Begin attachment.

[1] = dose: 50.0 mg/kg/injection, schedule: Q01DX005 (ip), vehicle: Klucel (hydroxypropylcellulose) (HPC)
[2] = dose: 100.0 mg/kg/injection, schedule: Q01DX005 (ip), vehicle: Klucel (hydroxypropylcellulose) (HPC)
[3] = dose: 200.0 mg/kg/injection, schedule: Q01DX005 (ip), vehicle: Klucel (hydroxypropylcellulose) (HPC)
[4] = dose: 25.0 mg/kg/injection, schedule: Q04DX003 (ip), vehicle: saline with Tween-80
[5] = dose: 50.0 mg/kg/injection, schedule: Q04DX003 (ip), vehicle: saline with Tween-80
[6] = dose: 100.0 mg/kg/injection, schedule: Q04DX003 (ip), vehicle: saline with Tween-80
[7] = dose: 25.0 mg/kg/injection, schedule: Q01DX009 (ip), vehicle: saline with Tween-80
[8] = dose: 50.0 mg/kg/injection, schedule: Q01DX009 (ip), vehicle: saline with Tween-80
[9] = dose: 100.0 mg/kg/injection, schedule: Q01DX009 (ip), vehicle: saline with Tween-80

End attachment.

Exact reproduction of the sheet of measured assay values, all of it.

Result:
[1] = dose: 50.0 mg/kg/injection, schedule: Q01DX005 (ip), vehicle: Klucel (hydroxypropylcellulose) (HPC)
[2] = dose: 100.0 mg/kg/injection, schedule: Q01DX005 (ip), vehicle: Klucel (hydroxypropylcellulose) (HPC)
[3] = dose: 200.0 mg/kg/injection, schedule: Q01DX005 (ip), vehicle: Klucel (hydroxypropylcellulose) (HPC)
[4] = dose: 25.0 mg/kg/injection, schedule: Q04DX003 (ip), vehicle: saline with Tween-80
[5] = dose: 50.0 mg/kg/injection, schedule: Q04DX003 (ip), vehicle: saline with Tween-80
[6] = dose: 100.0 mg/kg/injection, schedule: Q04DX003 (ip), vehicle: saline with Tween-80
[7] = dose: 25.0 mg/kg/injection, schedule: Q01DX009 (ip), vehicle: saline with Tween-80
[8] = dose: 50.0 mg/kg/injection, schedule: Q01DX009 (ip), vehicle: saline with Tween-80
[9] = dose: 100.0 mg/kg/injection, schedule: Q01DX009 (ip), vehicle: saline with Tween-80